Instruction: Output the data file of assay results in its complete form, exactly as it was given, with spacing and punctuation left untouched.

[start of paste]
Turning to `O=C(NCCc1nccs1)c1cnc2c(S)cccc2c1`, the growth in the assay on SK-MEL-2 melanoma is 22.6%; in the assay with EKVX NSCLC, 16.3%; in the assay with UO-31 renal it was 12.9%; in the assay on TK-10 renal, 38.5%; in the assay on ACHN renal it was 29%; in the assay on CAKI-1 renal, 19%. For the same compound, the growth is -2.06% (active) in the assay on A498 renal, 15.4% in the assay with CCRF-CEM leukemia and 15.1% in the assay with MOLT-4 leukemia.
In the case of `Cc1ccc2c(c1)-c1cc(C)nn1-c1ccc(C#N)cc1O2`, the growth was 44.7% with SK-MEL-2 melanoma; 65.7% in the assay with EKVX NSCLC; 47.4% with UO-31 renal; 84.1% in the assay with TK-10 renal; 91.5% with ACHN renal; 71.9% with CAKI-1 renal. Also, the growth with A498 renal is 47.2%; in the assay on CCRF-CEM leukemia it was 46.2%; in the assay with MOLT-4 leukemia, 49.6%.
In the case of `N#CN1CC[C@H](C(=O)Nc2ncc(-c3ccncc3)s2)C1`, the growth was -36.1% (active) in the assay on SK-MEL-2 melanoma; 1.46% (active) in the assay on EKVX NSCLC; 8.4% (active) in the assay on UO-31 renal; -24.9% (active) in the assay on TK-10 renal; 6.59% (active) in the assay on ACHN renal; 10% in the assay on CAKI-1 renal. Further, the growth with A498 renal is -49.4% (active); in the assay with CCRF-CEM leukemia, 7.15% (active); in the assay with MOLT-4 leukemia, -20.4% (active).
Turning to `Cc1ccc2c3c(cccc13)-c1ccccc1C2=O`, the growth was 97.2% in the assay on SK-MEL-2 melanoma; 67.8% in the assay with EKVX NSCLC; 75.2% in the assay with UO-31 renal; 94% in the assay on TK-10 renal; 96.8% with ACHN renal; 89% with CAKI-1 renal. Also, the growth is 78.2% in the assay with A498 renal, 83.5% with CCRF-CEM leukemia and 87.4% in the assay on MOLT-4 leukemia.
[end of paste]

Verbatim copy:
Turning to `O=C(NCCc1nccs1)c1cnc2c(S)cccc2c1`, the growth in the assay on SK-MEL-2 melanoma is 22.6%; in the assay with EKVX NSCLC, 16.3%; in the assay with UO-31 renal it was 12.9%; in the assay on TK-10 renal, 38.5%; in the assay on ACHN renal it was 29%; in the assay on CAKI-1 renal, 19%. For the same compound, the growth is -2.06% (active) in the assay on A498 renal, 15.4% in the assay with CCRF-CEM leukemia and 15.1% in the assay with MOLT-4 leukemia.
In the case of `Cc1ccc2c(c1)-c1cc(C)nn1-c1ccc(C#N)cc1O2`, the growth was 44.7% with SK-MEL-2 melanoma; 65.7% in the assay with EKVX NSCLC; 47.4% with UO-31 renal; 84.1% in the assay with TK-10 renal; 91.5% with ACHN renal; 71.9% with CAKI-1 renal. Also, the growth with A498 renal is 47.2%; in the assay on CCRF-CEM leukemia it was 46.2%; in the assay with MOLT-4 leukemia, 49.6%.
In the case of `N#CN1CC[C@H](C(=O)Nc2ncc(-c3ccncc3)s2)C1`, the growth was -36.1% (active) in the assay on SK-MEL-2 melanoma; 1.46% (active) in the assay on EKVX NSCLC; 8.4% (active) in the assay on UO-31 renal; -24.9% (active) in the assay on TK-10 renal; 6.59% (active) in the assay on ACHN renal; 10% in the assay on CAKI-1 renal. Further, the growth with A498 renal is -49.4% (active); in the assay with CCRF-CEM leukemia, 7.15% (active); in the assay with MOLT-4 leukemia, -20.4% (active).
Turning to `Cc1ccc2c3c(cccc13)-c1ccccc1C2=O`, the growth was 97.2% in the assay on SK-MEL-2 melanoma; 67.8% in the assay with EKVX NSCLC; 75.2% in the assay with UO-31 renal; 94% in the assay on TK-10 renal; 96.8% with ACHN renal; 89% with CAKI-1 renal. Also, the growth is 78.2% in the assay with A498 renal, 83.5% with CCRF-CEM leukemia and 87.4% in the assay on MOLT-4 leukemia.